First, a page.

I think some of you guys are missing some key facts in this Probert-Brashear debate.
#1 They are almost 7 years apart in age. Probert started his career in 86-87 when there was no instigator and the code really didn't exsist. Guys headbutted, pulled hair, hit guys already on the ice amd for the most part, fights were real. None of this "hey wanna go, ok , good luck buddy" silliness we have today. Guys were meaner and had no problems hurting other players. Probert thrived in that time and was the king. Almost every team had a few "loose cannons" on their team and Probert beat them all,. If someone beat Probert, you could damn well bet, he wanted a chance to redeem himself next time those players met. Probert was a protector of his teammates and a pretty skilled player to boot. An All-star with a 29 goal season.
#2 Brashear started his career in 94-95, 8 years after Probert and 2 years after the instigator rule was put in. Because of this rule, teams carried one, two or maybe three guys who would fight, where in Proberts day, there were most likely 7-8 on each team. It was still a tough league, but no as much as the 80's. Brashear to me was the opposite of Probert as most of his fights were for himself and he was more of the "bully" type who intimidated players as they never knew when he would snap.
#3 The McSorely incident comes up big here for me. The entire incident happened because Brashear beat Marty earlier and REFUSED to give him a re-match (something I don't think Probert would have done as he seemed to give guys the chance to take his belt whenever the call has made) and Brashear took out Byron DaFoe with a cheapshot and again REFUSED to answer for it (again not something I see Probert ever doing). As much as people think that momment was McSoerlys defining momment, to me it was much more Brashears career in a nut shell.
#4 Last but not least, if I was starting a team and had the choice between Probert and Brashear, it would honestly be a real tough choice. If I wanted a guy who I knew would protect my stars, take a regular shift, score a few goals, accept any challenge and beat the other teams toughest player, I'd go with Probert.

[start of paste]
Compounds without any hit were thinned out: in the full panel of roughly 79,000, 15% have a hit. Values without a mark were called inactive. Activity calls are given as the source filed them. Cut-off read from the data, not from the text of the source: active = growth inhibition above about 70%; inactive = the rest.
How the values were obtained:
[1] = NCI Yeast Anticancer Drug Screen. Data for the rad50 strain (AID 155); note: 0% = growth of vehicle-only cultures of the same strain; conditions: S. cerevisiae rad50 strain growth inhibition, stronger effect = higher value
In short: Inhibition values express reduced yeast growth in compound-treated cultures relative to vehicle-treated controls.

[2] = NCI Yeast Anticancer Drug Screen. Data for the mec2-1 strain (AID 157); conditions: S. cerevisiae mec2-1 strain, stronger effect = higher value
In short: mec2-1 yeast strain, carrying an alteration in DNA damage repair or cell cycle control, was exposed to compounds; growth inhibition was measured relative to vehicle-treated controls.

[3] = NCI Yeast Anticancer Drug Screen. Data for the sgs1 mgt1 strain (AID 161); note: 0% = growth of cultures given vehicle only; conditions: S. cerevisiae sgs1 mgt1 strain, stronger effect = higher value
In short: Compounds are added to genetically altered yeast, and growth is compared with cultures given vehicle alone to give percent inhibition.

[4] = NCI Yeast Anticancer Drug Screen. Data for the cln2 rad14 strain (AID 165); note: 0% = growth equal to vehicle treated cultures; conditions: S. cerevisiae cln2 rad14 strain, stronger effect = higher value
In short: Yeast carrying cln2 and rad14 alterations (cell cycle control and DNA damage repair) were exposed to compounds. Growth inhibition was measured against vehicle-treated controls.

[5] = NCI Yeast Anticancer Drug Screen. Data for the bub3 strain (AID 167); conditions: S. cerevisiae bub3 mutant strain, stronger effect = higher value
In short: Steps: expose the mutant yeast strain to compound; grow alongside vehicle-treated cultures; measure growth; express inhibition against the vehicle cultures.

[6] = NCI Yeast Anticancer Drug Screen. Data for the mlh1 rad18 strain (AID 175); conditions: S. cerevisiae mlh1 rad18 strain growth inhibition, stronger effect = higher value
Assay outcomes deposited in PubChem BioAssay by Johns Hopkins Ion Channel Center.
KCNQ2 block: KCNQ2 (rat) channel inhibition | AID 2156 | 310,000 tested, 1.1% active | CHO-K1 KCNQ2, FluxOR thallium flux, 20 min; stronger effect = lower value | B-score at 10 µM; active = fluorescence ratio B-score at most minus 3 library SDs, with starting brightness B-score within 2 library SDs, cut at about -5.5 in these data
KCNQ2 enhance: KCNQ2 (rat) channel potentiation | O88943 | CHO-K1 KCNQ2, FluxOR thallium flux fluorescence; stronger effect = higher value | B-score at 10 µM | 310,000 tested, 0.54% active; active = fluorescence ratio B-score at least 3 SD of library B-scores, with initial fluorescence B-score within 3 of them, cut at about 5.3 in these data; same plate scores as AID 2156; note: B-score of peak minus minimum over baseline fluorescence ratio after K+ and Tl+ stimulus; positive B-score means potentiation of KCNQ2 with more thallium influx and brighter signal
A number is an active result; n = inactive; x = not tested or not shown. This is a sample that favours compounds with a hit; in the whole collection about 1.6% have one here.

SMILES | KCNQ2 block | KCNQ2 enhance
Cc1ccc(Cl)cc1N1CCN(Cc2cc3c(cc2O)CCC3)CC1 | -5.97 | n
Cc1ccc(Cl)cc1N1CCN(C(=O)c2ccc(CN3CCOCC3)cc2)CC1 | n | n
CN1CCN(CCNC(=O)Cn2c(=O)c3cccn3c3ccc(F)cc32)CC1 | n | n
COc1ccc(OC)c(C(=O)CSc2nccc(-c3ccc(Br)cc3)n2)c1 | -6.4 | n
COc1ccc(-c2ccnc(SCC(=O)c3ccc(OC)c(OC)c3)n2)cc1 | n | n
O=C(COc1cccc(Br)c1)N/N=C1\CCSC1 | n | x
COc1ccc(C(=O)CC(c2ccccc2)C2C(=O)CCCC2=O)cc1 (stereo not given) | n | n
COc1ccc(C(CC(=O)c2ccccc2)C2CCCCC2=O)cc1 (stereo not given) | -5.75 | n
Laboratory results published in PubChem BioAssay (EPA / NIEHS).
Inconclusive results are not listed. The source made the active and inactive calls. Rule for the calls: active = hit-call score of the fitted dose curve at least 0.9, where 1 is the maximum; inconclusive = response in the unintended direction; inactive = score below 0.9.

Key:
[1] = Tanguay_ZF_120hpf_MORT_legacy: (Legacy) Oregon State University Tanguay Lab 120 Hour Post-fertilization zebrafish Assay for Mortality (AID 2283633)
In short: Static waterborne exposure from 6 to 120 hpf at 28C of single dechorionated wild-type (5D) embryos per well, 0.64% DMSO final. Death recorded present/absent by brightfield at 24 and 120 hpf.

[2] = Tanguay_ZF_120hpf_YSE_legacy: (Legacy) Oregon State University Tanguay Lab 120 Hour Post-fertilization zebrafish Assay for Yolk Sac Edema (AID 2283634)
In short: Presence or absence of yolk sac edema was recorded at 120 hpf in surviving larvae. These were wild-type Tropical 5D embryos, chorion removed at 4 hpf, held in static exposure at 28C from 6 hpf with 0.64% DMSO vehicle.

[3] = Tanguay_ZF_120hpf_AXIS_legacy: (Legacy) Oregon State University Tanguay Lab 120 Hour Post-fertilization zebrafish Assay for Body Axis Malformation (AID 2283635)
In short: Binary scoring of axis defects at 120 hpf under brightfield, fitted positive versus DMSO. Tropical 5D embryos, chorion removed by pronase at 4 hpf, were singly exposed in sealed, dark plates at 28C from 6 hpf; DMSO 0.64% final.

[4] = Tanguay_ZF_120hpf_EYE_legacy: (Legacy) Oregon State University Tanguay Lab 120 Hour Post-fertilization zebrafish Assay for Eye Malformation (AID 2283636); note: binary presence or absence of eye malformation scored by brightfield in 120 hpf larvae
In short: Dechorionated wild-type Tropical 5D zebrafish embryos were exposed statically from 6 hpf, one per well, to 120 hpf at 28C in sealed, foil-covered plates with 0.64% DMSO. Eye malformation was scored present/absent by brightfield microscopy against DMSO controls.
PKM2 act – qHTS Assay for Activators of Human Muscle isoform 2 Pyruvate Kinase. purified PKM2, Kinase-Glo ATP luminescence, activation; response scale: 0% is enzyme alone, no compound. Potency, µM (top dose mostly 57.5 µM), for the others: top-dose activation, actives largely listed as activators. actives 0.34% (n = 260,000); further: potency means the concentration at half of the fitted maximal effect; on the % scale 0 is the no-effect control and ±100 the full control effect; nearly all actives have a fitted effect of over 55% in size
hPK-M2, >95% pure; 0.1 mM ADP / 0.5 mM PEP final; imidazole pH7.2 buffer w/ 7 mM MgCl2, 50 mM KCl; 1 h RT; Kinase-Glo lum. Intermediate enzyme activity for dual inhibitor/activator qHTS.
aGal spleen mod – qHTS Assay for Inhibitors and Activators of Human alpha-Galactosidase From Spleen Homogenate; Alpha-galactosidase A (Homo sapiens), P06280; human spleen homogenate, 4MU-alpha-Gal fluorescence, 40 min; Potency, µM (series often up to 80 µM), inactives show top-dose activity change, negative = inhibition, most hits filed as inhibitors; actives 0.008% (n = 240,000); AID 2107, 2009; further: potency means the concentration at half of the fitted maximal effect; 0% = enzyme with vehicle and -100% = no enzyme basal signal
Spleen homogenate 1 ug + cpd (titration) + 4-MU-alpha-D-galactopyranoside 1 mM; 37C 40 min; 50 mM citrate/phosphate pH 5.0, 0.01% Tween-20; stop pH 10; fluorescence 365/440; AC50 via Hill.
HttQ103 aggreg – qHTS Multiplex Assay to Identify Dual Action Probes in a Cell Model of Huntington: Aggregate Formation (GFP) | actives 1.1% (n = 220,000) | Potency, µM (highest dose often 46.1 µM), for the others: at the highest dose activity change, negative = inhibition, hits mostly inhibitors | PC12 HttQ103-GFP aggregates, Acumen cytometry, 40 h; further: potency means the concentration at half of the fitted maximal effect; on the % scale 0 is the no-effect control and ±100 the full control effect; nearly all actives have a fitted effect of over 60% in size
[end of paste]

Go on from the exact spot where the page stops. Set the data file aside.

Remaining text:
If I wanted a loose cannon to scare the crap out of the other teams skilled players and tough guys, a guy capable of beating anyone when he felt like it, a guy who would go after any player he damn well felt like and just be an effective bully on the ice, there isnt a guy in history (except maybe the original Schultz, lol) better than Brashear.
Also a little side note ...
"In the January 2010 issue of The Hockey News, Brashear was named enforcer of the decade, noting that although he did not lead the NHL in number of fights, during the decade, he would have been involved in more if "he wasn't so feared". Hockey analyst Bill Clement states that "Brashear has a great sense of when his fighting skills are necessary and he picks his spots before dropping the gloves. He’s excellent at understanding when a bit of pugilism might well provide the push or nudge to get some momentum going for his team." The Hockey News also assessed his skills by saying he possessed one of the most intimidating packages in the league, had a decent skating stride and was one of the best pugilists in the NHL.
Two guys who played in different era's with different styles, but both ruled thier respective times, so its a tough call either way. Me? I'd rather have my tough guy a loose cannon like Brashear, but I can't argue someone picking Probert for sure.